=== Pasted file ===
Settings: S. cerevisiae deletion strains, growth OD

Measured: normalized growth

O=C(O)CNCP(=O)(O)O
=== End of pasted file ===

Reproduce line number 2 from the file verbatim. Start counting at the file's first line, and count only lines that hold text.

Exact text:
Measured: normalized growth